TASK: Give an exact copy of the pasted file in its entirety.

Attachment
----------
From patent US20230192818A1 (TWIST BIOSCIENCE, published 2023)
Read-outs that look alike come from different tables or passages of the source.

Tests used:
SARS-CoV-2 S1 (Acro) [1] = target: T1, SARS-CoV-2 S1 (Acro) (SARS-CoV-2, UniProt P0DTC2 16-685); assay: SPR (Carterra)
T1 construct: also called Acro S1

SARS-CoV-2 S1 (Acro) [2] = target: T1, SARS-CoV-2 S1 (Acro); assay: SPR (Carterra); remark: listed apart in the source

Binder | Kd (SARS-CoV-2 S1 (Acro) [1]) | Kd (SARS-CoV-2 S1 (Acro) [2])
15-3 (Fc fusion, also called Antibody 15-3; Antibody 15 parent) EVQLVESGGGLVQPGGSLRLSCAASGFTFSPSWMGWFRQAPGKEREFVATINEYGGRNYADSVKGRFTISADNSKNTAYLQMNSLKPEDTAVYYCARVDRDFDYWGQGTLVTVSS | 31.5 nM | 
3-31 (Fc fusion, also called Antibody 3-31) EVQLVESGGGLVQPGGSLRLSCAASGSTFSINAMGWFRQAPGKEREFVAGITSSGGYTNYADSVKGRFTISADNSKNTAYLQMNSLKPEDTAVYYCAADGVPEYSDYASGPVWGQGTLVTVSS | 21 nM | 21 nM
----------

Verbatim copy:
From patent US20230192818A1 (TWIST BIOSCIENCE, published 2023)
Read-outs that look alike come from different tables or passages of the source.

Tests used:
SARS-CoV-2 S1 (Acro) [1] = target: T1, SARS-CoV-2 S1 (Acro) (SARS-CoV-2, UniProt P0DTC2 16-685); assay: SPR (Carterra)
T1 construct: also called Acro S1

SARS-CoV-2 S1 (Acro) [2] = target: T1, SARS-CoV-2 S1 (Acro); assay: SPR (Carterra); remark: listed apart in the source

Binder | Kd (SARS-CoV-2 S1 (Acro) [1]) | Kd (SARS-CoV-2 S1 (Acro) [2])
15-3 (Fc fusion, also called Antibody 15-3; Antibody 15 parent) EVQLVESGGGLVQPGGSLRLSCAASGFTFSPSWMGWFRQAPGKEREFVATINEYGGRNYADSVKGRFTISADNSKNTAYLQMNSLKPEDTAVYYCARVDRDFDYWGQGTLVTVSS | 31.5 nM | 
3-31 (Fc fusion, also called Antibody 3-31) EVQLVESGGGLVQPGGSLRLSCAASGSTFSINAMGWFRQAPGKEREFVAGITSSGGYTNYADSVKGRFTISADNSKNTAYLQMNSLKPEDTAVYYCAADGVPEYSDYASGPVWGQGTLVTVSS | 21 nM | 21 nM